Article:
I am a shopper. When David and I go on vacation, one of our best practices is to arrive in our destination with only carry on luggage, and then check luggage (full of trinkets, naturally) on the way home. I have some hoarder-type tendencies (it ranges from tchotchke to canines) that are very real, and perhaps they most strongly manifest in my accumulation of things when I travel.
Because of this, I always research the best places to shop in a country before I arrive. Given the compressed timeline we were on for our recent Balkan trip, however, I didn’t have the luxury of hours and hours to research the living hell out of every destination before takeoff, so I had to resort to doing research on the ground, in-country.
Thankfully, a cursory search for “flea markets in Sofia” let me to Bitaka, the sprawling flea market northeast of the city center – pretty much where any guide will tell you not to go. After reading up a bit on the place, I decided that if we were going to find some winning crap to take home, Bitaka would be the place.
And how it didn’t disappoint. We arrived at around 9am after a long slog of a bus ride from Macedonia the night before. We had plans to go for a run tour at 11am, so we didn’t have a ton of time. Luckily, we had no issues getting a cab to take us there – well, not all the way there. He had to let us off before the official entrance, as the roads were filled with merchandise and the folks hawking it. Car parts, vintage pornography, hairless dolls – this place had everything!
I get the feeling that there was a significant Roma population there. Horsedrawn carts were sitting next to cars in the parking lot like it was no big deal. (To be fair, it was probably only a big deal to the American tourist with a camera). The sheer volume of goods was staggering. David and I were quite overwhelmed, but not too overwhelmed to buy things. We walked out with a bunch of great items: my favorite being an old athletic bag from a Sofia Marathon of years past – for 1 lev (around $0.75).
Families hunkered around the edges of the official section of the flea market having makeshift barbecues – roasting meat and corn over fire, never mind it being 9:30 in the morning. I didn’t take too many photos, on account of being afraid that I may be targeted for my valuables, but I think I feared for nought. Never once did I feel at all in danger or threatened by anything or one there.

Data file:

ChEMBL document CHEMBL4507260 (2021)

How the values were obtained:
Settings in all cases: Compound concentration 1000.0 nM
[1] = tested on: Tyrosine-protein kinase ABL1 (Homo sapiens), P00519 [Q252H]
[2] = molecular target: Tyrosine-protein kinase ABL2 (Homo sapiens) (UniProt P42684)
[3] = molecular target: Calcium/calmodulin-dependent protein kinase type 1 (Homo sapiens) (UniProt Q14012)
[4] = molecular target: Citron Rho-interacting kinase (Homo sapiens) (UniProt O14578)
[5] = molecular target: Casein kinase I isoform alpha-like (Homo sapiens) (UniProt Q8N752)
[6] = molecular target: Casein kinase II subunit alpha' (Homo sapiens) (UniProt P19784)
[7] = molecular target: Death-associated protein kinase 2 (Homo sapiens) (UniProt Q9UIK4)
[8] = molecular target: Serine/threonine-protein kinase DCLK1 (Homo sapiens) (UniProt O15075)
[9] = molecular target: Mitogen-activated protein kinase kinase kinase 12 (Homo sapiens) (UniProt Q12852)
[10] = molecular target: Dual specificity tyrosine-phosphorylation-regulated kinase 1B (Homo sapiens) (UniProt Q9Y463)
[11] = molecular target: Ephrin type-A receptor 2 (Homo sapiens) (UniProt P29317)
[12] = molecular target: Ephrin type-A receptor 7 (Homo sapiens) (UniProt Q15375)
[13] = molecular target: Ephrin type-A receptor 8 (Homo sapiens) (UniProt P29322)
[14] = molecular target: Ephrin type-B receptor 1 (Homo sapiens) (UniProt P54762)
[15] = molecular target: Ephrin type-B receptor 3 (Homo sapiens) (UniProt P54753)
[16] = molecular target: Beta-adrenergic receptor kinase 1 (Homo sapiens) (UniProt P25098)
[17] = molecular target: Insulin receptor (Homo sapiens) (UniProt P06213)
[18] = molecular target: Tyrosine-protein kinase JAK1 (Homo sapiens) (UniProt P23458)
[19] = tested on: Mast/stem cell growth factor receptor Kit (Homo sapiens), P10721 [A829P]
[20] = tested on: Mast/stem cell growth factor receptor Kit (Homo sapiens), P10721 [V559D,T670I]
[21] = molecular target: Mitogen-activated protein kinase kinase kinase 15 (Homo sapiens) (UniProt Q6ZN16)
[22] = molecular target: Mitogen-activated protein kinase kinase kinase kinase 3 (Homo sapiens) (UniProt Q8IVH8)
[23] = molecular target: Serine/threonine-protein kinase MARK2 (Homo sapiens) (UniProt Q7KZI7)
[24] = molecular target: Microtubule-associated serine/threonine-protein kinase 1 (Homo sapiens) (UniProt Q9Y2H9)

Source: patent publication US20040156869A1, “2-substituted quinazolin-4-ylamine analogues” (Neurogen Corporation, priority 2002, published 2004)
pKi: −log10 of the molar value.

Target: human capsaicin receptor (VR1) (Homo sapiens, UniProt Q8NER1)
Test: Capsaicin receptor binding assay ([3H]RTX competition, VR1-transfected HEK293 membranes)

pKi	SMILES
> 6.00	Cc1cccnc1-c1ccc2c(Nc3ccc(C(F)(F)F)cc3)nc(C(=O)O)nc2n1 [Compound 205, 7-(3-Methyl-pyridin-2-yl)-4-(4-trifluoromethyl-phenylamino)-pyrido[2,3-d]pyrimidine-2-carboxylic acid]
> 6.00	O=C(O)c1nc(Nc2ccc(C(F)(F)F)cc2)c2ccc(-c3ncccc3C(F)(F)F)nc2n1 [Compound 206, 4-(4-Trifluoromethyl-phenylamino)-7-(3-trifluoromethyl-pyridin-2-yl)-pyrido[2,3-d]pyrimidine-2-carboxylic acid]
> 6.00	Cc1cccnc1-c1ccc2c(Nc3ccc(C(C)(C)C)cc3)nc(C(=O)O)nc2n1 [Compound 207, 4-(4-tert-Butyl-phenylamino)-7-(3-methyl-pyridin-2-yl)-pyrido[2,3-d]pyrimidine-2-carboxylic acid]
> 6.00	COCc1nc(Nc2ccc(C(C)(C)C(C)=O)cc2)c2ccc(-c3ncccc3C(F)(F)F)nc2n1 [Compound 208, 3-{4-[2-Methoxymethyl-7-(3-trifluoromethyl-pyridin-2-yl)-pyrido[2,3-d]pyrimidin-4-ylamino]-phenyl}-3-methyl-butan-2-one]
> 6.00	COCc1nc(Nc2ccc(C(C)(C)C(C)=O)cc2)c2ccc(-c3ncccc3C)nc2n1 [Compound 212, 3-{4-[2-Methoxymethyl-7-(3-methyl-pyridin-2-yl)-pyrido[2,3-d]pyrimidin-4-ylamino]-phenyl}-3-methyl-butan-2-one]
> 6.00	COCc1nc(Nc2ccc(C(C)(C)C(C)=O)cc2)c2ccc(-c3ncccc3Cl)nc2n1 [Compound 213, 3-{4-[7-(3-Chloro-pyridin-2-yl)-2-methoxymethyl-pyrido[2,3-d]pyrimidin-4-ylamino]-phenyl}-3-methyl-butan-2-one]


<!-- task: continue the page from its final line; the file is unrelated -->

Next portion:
The flea market only operates on Saturdays, and the general rule is the earlier you get there the better. I had read that it closed early on Saturday, but when we left at 10:30am or so, it was still going strong. That said, the “good stuff” may get picked over by that time. Though what was “good stuff” to me is likely quite different from what the “good stuff” was to a local shopper.
If you’re a fan of old military or Communist kitsch, Bitaka is a great place. Merch is cheap, and prices are negotiable (of course!) – I recommend bringing a little pocket calculator if your Bulgarian is rusty or nonexistent. We spent about 20 leva on a great amount of loot – but the stories alone are worth more than their weight in counterfeit gold or stolen bike parts.
While the other Bulgarian people we met did double takes when we told them we went to Bitaka (it’s likely thought of as unsavory due to the socioeconomic statuses of the people that shop and sell there – and there may be a Roma element of institutionalized discrimination in here…), we had a great time, and would recommend it to anyone looking to get out of their comfort zone – and looking for deals on kitschy crap to bring home!
It’s easy to get there via cab, but you may have issues finding one to take you back. There were plenty of cabs in the parking lot, but the cabbies they belonged to were all shopping and not eager to take a couple of Americans back to their hostel. We ended up walking to the nearest main drag from the flea market (in front of the Kaufland – kind of a Bulgarian Walmart, I guess?) and hopping a bus to take us back into town. You could theoretically do this in reverse, and catch the bus out there (bus 86 terminates just past the Kaufland, from which you can follow the stream of people heading to Bitaka) as well. Take note that the 86 doesn’t run through the main tourist part of Sofia. However, there is a stop for it right at the Lion’s Bridge (Lavov Most) – which has its own subway stop adjacent to it.